This past summer, Baldwin was selected as a member of the BOLD Women’s Leadership Network, a national program that cultivates leadership by facilitating opportunities for career development and networking. The network is in its second year at Colby-Sawyer, after having received a $1.1 million grant from the Pussycat Foundation to fund scholarships and transformational projects on campus.

Baldwin said that being a part of the 14-member organization has afforded her opportunities she otherwise wouldn’t be privy to, and has allowed her to meet and bond with other first-generation college students from rural backgrounds – a criteria for membership in the network.

“We go to a lot of events that allow us to become leaders in our field and really learn to assert ourselves,” said Baldwin, who’s also a member of the African Student Association and Planned Parenthood Generation Action club. “I’m terrible at public speaking. I freeze up and it’s horrible. And during homecoming weekend there was an event where we got to speak to some alumni, and I flubbed over every single word – it was awful. But the alumni were great and they told me I did awesome. So it’s opportunities like that where we have the chance to mess up and it isn’t going to hurt us in the future that really helps you to grow.”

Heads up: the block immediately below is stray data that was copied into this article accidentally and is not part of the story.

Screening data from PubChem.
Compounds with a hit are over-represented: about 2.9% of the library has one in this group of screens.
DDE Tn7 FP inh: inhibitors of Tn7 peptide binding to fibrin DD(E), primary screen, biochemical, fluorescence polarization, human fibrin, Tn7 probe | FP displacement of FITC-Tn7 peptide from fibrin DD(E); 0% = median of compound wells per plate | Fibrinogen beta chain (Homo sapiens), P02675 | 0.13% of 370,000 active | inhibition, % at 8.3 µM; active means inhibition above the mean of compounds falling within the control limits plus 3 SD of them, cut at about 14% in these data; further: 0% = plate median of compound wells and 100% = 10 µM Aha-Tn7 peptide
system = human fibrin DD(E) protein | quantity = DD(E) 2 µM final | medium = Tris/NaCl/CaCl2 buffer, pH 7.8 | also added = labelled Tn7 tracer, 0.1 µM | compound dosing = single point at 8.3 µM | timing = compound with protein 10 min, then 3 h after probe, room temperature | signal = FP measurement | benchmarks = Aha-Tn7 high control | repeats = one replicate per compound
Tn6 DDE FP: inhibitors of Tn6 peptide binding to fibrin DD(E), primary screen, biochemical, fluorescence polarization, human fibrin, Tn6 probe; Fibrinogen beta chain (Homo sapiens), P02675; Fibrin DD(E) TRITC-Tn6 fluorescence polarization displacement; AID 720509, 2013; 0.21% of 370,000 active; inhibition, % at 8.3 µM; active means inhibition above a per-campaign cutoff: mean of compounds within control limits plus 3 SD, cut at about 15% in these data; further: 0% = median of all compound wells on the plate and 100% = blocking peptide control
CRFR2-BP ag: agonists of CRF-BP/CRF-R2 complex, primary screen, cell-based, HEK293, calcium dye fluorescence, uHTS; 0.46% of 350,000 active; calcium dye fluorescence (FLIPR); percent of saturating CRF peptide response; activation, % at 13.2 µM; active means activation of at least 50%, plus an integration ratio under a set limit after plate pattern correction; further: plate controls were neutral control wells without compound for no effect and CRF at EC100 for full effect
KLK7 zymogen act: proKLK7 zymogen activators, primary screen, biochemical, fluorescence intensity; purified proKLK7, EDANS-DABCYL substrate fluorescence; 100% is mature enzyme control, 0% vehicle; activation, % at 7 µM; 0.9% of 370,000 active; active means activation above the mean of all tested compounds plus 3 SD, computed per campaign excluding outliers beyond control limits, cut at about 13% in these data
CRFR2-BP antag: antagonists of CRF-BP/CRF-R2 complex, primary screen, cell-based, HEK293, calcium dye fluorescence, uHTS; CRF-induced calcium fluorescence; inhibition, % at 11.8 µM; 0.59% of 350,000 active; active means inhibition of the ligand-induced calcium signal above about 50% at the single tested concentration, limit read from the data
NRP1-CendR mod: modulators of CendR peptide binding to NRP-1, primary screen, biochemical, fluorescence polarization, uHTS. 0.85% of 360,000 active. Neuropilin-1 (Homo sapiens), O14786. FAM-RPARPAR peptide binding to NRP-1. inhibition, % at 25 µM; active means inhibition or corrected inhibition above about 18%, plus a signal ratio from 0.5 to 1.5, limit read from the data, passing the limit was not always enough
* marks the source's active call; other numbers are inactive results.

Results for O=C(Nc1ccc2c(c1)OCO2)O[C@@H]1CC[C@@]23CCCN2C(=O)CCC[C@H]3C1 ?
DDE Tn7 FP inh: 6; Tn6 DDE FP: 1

Baldwin said she plans to take advantage of other resources on campus ­– like the Harrington Center for Experiential Learning, a professional development collaborative that provides academic advising and other career-development opportunities – to help begin the process of applying to graduate school.

That’s because for Baldwin, her goal of helping others – like her high school classmate – has never wavered.

“I want to be a school psychologist,” said Baldwin, who added that she remains close with the boy from her high school to this day. “I want to work with middle and high school kids, because I feel like a lot of mental health problems start during those early years and get overlooked. Someone needs to support those kids.”